Sunset Advisory Commission gives harsh review of state’s social services

Posted Thursday, May. 29, 2014  comments  Print Reprints

Have more to add? News tip? Tell us

The Texas Sunset Advisory Commission has issued highly critical reports of the state’s four social service departments and has made tough recommendations that include closing six of the 13 residential facilities serving people with intellectual and developmental disabilities.

The four departments which have been reviewed are under the Health and Human Services Commission, and are charged with caring for some of the state’s most vulnerable people such as abused children and dependent adults.

Constant staff turnover, facilities badly in need of repair, quality of care and skyrocketing costs are a few problems the commission cited in calling for a major overhaul of the departments, and the closure of some state-supported living centers.

Although the troubled Austin State-Supported Living Center was the only one specifically named for closing, the commission recommends appointing a task force to determine the five others that would be closed in five years.

Any recommendation calling for shutting down facilities usually triggers an outcry, especially in the communities where they are located.

For example, the Mexia State-Supported Living Center is the biggest employer in Limestone County and already officials there are concerned about the economic impact if it were to be shuttered, the Waco Tribune reported. In 1992 the then-Mexia State School was selected for closing, but a community campaign persuaded Gov. Ann Richards to reverse the decision.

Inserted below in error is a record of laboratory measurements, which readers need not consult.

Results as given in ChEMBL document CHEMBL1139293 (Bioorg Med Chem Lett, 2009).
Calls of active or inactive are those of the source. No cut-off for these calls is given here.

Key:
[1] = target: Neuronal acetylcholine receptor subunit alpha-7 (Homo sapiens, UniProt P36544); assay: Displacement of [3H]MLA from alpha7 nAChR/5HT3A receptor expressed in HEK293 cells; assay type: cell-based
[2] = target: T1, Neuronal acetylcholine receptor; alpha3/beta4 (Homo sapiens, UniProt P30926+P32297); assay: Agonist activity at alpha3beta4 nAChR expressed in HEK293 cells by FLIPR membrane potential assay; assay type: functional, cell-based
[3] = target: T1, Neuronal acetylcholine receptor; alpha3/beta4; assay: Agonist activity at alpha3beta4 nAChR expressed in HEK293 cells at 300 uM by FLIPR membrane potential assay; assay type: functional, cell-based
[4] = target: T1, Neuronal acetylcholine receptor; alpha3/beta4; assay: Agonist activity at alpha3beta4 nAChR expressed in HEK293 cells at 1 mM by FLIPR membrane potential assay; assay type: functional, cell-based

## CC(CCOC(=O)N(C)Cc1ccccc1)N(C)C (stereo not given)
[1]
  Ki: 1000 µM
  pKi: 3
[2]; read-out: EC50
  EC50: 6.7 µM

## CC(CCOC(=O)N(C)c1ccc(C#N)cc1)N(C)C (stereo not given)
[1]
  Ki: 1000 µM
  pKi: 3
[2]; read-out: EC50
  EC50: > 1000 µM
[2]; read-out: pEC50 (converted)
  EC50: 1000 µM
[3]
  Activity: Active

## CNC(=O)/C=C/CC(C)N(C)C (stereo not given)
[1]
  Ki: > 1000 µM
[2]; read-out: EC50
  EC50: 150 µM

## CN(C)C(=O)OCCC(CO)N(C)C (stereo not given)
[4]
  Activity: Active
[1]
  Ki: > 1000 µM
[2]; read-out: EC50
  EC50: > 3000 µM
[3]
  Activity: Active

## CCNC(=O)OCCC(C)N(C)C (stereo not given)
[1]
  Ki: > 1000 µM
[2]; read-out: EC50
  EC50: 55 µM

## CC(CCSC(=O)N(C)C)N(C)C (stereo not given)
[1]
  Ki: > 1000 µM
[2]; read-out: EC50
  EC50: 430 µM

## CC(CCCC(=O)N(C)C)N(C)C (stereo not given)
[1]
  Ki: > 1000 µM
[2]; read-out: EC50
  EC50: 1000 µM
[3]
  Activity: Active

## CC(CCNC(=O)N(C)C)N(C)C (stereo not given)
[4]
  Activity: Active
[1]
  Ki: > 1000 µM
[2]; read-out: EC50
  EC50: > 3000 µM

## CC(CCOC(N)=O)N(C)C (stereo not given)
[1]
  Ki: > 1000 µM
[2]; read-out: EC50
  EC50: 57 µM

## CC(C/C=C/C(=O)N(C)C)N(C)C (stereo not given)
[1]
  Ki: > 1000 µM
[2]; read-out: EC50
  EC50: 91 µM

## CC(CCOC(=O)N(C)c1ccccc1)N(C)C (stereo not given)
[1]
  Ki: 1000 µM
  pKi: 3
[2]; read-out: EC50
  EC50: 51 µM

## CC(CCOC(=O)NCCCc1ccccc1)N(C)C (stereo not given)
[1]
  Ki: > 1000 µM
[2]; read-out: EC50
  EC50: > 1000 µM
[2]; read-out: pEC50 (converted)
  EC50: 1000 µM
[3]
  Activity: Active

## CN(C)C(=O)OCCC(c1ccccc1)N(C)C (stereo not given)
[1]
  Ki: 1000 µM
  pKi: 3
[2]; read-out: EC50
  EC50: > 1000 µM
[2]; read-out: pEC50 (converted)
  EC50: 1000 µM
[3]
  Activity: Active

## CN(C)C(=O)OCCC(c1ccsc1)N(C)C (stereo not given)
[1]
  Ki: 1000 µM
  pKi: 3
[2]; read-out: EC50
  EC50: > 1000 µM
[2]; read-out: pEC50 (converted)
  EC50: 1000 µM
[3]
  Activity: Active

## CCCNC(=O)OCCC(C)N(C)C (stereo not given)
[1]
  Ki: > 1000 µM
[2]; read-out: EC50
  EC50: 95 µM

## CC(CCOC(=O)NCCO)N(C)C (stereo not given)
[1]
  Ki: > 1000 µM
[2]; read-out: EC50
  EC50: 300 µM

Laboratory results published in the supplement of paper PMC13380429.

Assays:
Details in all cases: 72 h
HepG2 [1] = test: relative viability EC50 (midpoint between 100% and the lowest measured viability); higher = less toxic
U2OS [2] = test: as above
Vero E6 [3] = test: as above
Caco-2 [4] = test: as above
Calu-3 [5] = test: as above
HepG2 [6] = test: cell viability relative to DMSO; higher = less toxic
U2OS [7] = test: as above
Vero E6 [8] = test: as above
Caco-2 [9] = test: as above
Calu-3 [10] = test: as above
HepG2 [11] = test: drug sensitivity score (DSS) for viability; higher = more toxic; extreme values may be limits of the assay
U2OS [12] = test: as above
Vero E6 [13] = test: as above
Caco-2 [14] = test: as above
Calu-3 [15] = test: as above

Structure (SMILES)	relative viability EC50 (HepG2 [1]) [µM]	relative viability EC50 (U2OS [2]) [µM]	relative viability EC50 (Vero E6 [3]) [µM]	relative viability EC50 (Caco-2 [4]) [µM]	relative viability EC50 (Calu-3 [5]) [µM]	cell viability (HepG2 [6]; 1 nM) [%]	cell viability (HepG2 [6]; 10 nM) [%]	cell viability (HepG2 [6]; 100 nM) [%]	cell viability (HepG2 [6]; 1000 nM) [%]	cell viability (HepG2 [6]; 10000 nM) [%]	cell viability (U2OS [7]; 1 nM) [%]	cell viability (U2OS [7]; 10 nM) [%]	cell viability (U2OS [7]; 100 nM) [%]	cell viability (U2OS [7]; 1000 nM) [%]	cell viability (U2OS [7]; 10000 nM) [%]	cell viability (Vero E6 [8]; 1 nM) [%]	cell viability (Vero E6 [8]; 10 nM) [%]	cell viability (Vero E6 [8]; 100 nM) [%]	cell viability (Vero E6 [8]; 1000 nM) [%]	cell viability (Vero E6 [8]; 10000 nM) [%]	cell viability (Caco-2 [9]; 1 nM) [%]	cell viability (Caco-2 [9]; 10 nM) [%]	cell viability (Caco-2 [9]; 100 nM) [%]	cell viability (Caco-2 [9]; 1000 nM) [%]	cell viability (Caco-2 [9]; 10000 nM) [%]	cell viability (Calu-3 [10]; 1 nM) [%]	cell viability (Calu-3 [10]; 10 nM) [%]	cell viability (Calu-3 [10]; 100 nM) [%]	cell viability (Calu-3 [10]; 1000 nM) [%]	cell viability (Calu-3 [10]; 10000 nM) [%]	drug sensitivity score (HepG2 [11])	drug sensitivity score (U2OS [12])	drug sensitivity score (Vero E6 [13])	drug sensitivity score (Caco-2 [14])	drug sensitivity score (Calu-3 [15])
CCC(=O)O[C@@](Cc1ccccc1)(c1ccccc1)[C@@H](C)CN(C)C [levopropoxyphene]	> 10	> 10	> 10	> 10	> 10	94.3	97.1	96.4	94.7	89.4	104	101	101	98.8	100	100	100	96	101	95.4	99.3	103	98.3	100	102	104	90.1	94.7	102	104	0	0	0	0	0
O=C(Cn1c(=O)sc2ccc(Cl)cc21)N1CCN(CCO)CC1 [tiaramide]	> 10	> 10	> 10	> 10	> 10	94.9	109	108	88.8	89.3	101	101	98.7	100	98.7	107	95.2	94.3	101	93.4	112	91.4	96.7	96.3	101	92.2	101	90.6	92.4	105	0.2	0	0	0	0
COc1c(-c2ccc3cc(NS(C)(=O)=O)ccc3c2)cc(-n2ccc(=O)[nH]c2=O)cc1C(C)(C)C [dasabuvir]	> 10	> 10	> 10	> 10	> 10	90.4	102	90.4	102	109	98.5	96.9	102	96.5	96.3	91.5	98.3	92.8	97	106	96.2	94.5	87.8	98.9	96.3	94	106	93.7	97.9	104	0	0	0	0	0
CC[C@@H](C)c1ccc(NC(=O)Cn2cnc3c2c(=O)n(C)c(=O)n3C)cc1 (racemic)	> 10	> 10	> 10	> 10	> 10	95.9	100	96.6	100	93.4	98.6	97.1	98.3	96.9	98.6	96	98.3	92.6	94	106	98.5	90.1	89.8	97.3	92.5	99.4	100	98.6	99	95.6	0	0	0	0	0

There are about 3,650 residents — down from more than 8,000 about 10 years ago — housed in the state-supported institutions at an annual cost of $661.9 million. The report says consolidating facilities and sending many of the disabled to community-based programs could save $148.1 million a year by 2023.

The Sunset Advisory Commission, established in 1977 to assess the continuing need for a state agency, is expected to make hard recommendations, but none are put into effect without the opportunity for public input and final approval by the Legislature.

Let your voice be heard on these latest proposals, and on what may be suggested for the other 16 agencies and departments under review for the next legislative session.

Looking for comments?

We welcome your comments on this story, but please be civil. Do not use profanity, hate speech, threats, personal abuse or any device to draw undue attention. Our policy requires those wishing to post here to use their real identity.

Our commenting policy | Facebook commenting FAQ | Why Facebook?